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Brewster Co
Brewster County



CASTOLON, TEXAS
Formerly known as Santa Helena

Texas Ghost Town
Brewster County, West Texas

On the Rio Grande in Big Bend National Park
The Castolon store
Photo courtesy Sarah Reveley, January 2008
History in a Pecan Shell

In 1903 the first resident was Cipriano Hernández who bought land and named the place Santa Helena. He irrigated the bottomland, grew grain crops and opened the first store in the area.

Other Mexican families settled nearby in separate communities. Eventually Castolon became the center for nearly 300 residents, almost all of them subsistence farmers from Mexico. In 1910 the inhabitants requested protection against border incursions from Mexico and a cavalry troop was stationed there in 1911.

In 1919 the government leased four acres for a permanent cavalry troop. Named Camp Santa Helena, it was never used. Other investors opened a trading post and began commercial cotton farming - moving in a gin in 1923. Alvino Ybarra, a Mexican immigrant became the first Castolon postmaster in 1926. The post office was granted under the name Castolon - making the name permanent.

In 1921 the army allowed independent businessman named Cartledge to move his store into the never-used barracks and he bought the property at government auction in 1925.

U. S. Immigration laws had been loosely enforced prior to 1927, but that year many families voluntarily returned to Mexico rather than be deported.

After Big Bend National Park was established - the population declined from 25 to only 3 and the post office closed in 1954. Today the only residents of Castolon are National Park employees. The Castolon store remains open as one of the most visited stops in the park.
Castolon, Texas post offices old  post boxes
The Post Office is still inside the store, no longer in use.
Photo courtesy Sarah Reveley, January 2008
More Texas Post Offices
Brewster Texas info
Castolon TX 1954 Postmark
Postcard cancelled with Castolon Texas 1954 Postmark
Courtesy The John J. Germann Collection
Castolon, Texas post offices interior
Post Office interior
Photo courtesy Sarah Reveley, January 2008
Castolon, Texas old wall phone
Photo courtesy Sarah Reveley, January 2008

Castolon, Texas Related Stories

  • W.D. Smithers and the Ways of the Border By Clay Coppedge

  • Big Bend National Park
  • Old steam engine in Castolon, Texas
    Old steam engine, the most enduring relic in Castolon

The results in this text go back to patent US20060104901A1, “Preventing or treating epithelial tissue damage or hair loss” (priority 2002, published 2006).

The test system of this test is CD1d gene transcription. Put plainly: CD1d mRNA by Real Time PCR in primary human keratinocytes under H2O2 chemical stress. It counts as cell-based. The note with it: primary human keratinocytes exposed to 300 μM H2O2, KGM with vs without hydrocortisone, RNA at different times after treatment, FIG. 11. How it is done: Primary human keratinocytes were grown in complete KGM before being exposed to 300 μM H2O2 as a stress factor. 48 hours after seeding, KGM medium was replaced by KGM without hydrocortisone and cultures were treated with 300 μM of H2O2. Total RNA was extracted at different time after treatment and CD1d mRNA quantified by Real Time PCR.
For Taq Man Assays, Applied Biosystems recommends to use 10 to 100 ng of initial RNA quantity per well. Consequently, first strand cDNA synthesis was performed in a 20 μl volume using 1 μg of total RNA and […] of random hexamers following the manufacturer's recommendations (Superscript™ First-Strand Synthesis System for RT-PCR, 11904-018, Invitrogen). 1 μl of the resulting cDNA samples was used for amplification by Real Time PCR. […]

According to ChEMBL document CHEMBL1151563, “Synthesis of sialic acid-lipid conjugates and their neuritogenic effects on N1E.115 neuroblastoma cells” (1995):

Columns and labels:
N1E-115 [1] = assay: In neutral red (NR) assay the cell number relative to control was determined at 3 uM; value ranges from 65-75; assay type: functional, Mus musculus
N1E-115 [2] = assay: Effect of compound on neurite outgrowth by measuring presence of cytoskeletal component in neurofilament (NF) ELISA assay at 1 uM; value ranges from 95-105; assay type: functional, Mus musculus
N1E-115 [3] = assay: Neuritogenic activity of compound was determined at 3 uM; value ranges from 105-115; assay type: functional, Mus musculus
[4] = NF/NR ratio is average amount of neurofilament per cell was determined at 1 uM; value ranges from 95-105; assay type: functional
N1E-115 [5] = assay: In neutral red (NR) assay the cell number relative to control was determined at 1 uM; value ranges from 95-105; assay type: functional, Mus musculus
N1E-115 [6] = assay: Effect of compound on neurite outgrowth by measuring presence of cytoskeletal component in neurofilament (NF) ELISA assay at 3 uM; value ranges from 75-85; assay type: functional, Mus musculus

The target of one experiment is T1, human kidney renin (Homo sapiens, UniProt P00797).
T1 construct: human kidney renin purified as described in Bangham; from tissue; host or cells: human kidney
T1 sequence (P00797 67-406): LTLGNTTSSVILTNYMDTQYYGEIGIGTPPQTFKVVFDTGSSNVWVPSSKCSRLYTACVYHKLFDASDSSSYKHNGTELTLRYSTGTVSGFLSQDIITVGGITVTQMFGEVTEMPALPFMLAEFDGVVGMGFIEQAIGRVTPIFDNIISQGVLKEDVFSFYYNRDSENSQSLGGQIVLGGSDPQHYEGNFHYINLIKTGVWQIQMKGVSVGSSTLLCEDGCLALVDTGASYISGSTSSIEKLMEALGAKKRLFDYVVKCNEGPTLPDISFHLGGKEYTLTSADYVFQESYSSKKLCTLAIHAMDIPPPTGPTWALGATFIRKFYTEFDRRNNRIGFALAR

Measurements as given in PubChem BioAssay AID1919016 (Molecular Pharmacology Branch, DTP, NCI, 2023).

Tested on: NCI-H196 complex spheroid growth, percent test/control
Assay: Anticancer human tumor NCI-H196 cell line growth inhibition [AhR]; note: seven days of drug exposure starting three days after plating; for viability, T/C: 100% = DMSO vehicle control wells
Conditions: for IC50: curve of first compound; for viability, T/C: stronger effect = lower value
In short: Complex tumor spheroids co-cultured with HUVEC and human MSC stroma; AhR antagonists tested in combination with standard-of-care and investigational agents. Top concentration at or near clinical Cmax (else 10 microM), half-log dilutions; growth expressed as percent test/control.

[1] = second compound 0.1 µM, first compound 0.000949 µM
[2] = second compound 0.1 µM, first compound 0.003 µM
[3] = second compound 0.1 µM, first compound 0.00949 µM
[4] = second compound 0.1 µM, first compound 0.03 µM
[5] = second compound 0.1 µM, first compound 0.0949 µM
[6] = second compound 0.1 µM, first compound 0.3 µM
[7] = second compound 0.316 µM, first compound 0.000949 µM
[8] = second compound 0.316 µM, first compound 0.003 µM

Photo courtesy Richard Berger, April 2004

    Castolon, Texas Forum

    Subject: Castolon, Texas

    I have long wondered about the particulars of the histories of both sides of my family. On my father's side, its pretty well documented. On my mother's, not so much. My mother passed away at the age of 73 seven years ago, and her parents were dead before I had a chance to know them. I remember stories about great aunts I had never met or even seen photos of living out their days in the harsh, secluded region of the Chisos mountains. I was told of family hiding from the raids of Pancho Villa, then conversely, hiding from patrols headed up by General Pershing. To a young boy, all of this sounded right out of a Wild West movie. Then, we moved to the west coast, then I, as an adult, moved to New York, then to Miami, finally, now, to Atlanta.

    Recently I have regained interest in my heritage, largely because I feel so cut off from it. So in starting a genealogy search, I found from census reports that my maternal grandfather, Juan Silva, was listed as born in 1901, in Castolon, Texas. Sure enough! In the Big Ben National Park! A lonely outpost amongst the mesquite, sagebrush, and creosote. I can only imagine the hard scrabble life he had, being an illiterate son of immigrants from Chihuahua, Mexico. I am so glad that this little piece of history has been saved. - Gideon Alawine, Powder Springs, Ga, January 09, 2017


    Subject: Castolon Texas

    Hi there, Tomorrow is my birthday. On August 10, 1939 I was born in a house overlooking the Rio Grand in Castolon, Texas. My father was raising pigs there. I was only about eight weeks old when there came flash floods and washed all the pigs away and my family moved to Denver looking for work. I understand the old house is still there and is a ranger station for the park. Can you let me know if there are links to more history of Castolon and more pictures? I always hoped to go there but never had the money or the time. Thank you. - Phyllis Hodson, August 10, 2004

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    Big Bend National Park
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